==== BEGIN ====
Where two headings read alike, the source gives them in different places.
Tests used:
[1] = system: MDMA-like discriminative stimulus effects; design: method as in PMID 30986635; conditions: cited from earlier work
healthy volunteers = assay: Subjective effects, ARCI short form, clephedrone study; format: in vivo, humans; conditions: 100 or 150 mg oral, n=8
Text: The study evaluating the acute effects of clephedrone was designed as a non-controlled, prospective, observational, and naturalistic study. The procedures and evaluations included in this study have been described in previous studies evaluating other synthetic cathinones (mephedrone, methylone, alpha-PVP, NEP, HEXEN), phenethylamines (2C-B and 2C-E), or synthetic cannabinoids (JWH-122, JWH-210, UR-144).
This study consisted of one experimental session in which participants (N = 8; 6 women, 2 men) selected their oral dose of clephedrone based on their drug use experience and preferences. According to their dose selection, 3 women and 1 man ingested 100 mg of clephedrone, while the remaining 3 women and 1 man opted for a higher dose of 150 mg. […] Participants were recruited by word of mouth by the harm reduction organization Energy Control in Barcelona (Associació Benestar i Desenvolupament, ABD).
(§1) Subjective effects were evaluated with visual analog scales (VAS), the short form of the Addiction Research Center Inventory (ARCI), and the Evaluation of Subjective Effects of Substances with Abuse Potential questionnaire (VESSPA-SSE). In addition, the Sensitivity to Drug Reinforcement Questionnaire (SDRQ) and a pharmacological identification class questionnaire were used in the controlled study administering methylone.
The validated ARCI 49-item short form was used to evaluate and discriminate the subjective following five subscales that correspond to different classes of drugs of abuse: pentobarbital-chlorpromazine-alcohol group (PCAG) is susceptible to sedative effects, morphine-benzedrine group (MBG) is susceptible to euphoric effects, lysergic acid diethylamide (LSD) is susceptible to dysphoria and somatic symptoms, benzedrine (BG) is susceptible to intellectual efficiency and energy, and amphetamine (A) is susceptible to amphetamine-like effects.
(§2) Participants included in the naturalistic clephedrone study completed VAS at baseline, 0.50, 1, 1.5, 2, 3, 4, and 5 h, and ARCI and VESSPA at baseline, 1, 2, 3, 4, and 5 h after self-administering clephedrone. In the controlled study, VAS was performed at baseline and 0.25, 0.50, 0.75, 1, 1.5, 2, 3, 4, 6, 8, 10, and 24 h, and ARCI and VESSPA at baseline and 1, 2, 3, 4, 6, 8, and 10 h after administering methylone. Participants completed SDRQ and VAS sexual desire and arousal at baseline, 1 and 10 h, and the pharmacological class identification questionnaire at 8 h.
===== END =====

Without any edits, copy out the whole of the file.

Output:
Where two headings read alike, the source gives them in different places.
Tests used:
[1] = system: MDMA-like discriminative stimulus effects; design: method as in PMID 30986635; conditions: cited from earlier work
healthy volunteers = assay: Subjective effects, ARCI short form, clephedrone study; format: in vivo, humans; conditions: 100 or 150 mg oral, n=8
Text: The study evaluating the acute effects of clephedrone was designed as a non-controlled, prospective, observational, and naturalistic study. The procedures and evaluations included in this study have been described in previous studies evaluating other synthetic cathinones (mephedrone, methylone, alpha-PVP, NEP, HEXEN), phenethylamines (2C-B and 2C-E), or synthetic cannabinoids (JWH-122, JWH-210, UR-144).
This study consisted of one experimental session in which participants (N = 8; 6 women, 2 men) selected their oral dose of clephedrone based on their drug use experience and preferences. According to their dose selection, 3 women and 1 man ingested 100 mg of clephedrone, while the remaining 3 women and 1 man opted for a higher dose of 150 mg. […] Participants were recruited by word of mouth by the harm reduction organization Energy Control in Barcelona (Associació Benestar i Desenvolupament, ABD).
(§1) Subjective effects were evaluated with visual analog scales (VAS), the short form of the Addiction Research Center Inventory (ARCI), and the Evaluation of Subjective Effects of Substances with Abuse Potential questionnaire (VESSPA-SSE). In addition, the Sensitivity to Drug Reinforcement Questionnaire (SDRQ) and a pharmacological identification class questionnaire were used in the controlled study administering methylone.
The validated ARCI 49-item short form was used to evaluate and discriminate the subjective following five subscales that correspond to different classes of drugs of abuse: pentobarbital-chlorpromazine-alcohol group (PCAG) is susceptible to sedative effects, morphine-benzedrine group (MBG) is susceptible to euphoric effects, lysergic acid diethylamide (LSD) is susceptible to dysphoria and somatic symptoms, benzedrine (BG) is susceptible to intellectual efficiency and energy, and amphetamine (A) is susceptible to amphetamine-like effects.
(§2) Participants included in the naturalistic clephedrone study completed VAS at baseline, 0.50, 1, 1.5, 2, 3, 4, and 5 h, and ARCI and VESSPA at baseline, 1, 2, 3, 4, and 5 h after self-administering clephedrone. In the controlled study, VAS was performed at baseline and 0.25, 0.50, 0.75, 1, 1.5, 2, 3, 4, 6, 8, 10, and 24 h, and ARCI and VESSPA at baseline and 1, 2, 3, 4, 6, 8, and 10 h after administering methylone. Participants completed SDRQ and VAS sexual desire and arousal at baseline, 1 and 10 h, and the pharmacological class identification questionnaire at 8 h.